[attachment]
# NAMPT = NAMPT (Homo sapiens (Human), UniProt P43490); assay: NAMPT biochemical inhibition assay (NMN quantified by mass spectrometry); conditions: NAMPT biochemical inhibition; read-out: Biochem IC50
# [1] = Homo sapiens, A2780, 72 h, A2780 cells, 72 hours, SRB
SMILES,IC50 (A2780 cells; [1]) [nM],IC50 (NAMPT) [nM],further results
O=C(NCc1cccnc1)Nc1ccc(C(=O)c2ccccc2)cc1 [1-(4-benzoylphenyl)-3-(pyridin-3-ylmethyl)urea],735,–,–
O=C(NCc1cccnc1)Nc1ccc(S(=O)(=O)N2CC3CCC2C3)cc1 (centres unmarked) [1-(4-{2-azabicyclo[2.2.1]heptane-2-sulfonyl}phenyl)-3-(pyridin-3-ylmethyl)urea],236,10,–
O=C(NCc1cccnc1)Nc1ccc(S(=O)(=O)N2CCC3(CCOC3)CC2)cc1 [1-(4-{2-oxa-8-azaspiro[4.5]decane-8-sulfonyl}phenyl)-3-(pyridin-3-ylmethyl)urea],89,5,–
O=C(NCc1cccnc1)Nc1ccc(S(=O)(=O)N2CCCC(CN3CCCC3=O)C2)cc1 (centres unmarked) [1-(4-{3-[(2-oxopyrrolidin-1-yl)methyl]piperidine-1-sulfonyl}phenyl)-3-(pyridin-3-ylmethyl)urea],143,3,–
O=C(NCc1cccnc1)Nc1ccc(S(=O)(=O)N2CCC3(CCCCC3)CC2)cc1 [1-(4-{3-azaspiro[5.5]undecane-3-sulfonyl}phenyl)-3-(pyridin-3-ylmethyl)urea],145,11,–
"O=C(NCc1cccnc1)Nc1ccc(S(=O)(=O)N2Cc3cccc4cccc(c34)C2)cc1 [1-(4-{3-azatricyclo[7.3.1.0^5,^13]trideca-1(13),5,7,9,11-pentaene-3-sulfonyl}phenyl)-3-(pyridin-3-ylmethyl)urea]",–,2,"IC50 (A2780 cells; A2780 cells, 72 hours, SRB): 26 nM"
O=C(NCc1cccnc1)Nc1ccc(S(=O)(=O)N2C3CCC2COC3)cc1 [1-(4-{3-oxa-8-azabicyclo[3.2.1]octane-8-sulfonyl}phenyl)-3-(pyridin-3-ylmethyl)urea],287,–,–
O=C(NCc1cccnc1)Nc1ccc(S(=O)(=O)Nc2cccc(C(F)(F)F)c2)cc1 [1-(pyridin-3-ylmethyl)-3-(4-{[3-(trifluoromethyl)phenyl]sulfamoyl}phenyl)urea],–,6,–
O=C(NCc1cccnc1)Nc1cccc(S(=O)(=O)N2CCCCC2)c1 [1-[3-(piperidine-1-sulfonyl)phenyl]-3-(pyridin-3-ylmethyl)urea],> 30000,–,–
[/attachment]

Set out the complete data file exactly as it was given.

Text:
# NAMPT = NAMPT (Homo sapiens (Human), UniProt P43490); assay: NAMPT biochemical inhibition assay (NMN quantified by mass spectrometry); conditions: NAMPT biochemical inhibition; read-out: Biochem IC50
# [1] = Homo sapiens, A2780, 72 h, A2780 cells, 72 hours, SRB
SMILES,IC50 (A2780 cells; [1]) [nM],IC50 (NAMPT) [nM],further results
O=C(NCc1cccnc1)Nc1ccc(C(=O)c2ccccc2)cc1 [1-(4-benzoylphenyl)-3-(pyridin-3-ylmethyl)urea],735,–,–
O=C(NCc1cccnc1)Nc1ccc(S(=O)(=O)N2CC3CCC2C3)cc1 (centres unmarked) [1-(4-{2-azabicyclo[2.2.1]heptane-2-sulfonyl}phenyl)-3-(pyridin-3-ylmethyl)urea],236,10,–
O=C(NCc1cccnc1)Nc1ccc(S(=O)(=O)N2CCC3(CCOC3)CC2)cc1 [1-(4-{2-oxa-8-azaspiro[4.5]decane-8-sulfonyl}phenyl)-3-(pyridin-3-ylmethyl)urea],89,5,–
O=C(NCc1cccnc1)Nc1ccc(S(=O)(=O)N2CCCC(CN3CCCC3=O)C2)cc1 (centres unmarked) [1-(4-{3-[(2-oxopyrrolidin-1-yl)methyl]piperidine-1-sulfonyl}phenyl)-3-(pyridin-3-ylmethyl)urea],143,3,–
O=C(NCc1cccnc1)Nc1ccc(S(=O)(=O)N2CCC3(CCCCC3)CC2)cc1 [1-(4-{3-azaspiro[5.5]undecane-3-sulfonyl}phenyl)-3-(pyridin-3-ylmethyl)urea],145,11,–
"O=C(NCc1cccnc1)Nc1ccc(S(=O)(=O)N2Cc3cccc4cccc(c34)C2)cc1 [1-(4-{3-azatricyclo[7.3.1.0^5,^13]trideca-1(13),5,7,9,11-pentaene-3-sulfonyl}phenyl)-3-(pyridin-3-ylmethyl)urea]",–,2,"IC50 (A2780 cells; A2780 cells, 72 hours, SRB): 26 nM"
O=C(NCc1cccnc1)Nc1ccc(S(=O)(=O)N2C3CCC2COC3)cc1 [1-(4-{3-oxa-8-azabicyclo[3.2.1]octane-8-sulfonyl}phenyl)-3-(pyridin-3-ylmethyl)urea],287,–,–
O=C(NCc1cccnc1)Nc1ccc(S(=O)(=O)Nc2cccc(C(F)(F)F)c2)cc1 [1-(pyridin-3-ylmethyl)-3-(4-{[3-(trifluoromethyl)phenyl]sulfamoyl}phenyl)urea],–,6,–
O=C(NCc1cccnc1)Nc1cccc(S(=O)(=O)N2CCCCC2)c1 [1-[3-(piperidine-1-sulfonyl)phenyl]-3-(pyridin-3-ylmethyl)urea],> 30000,–,–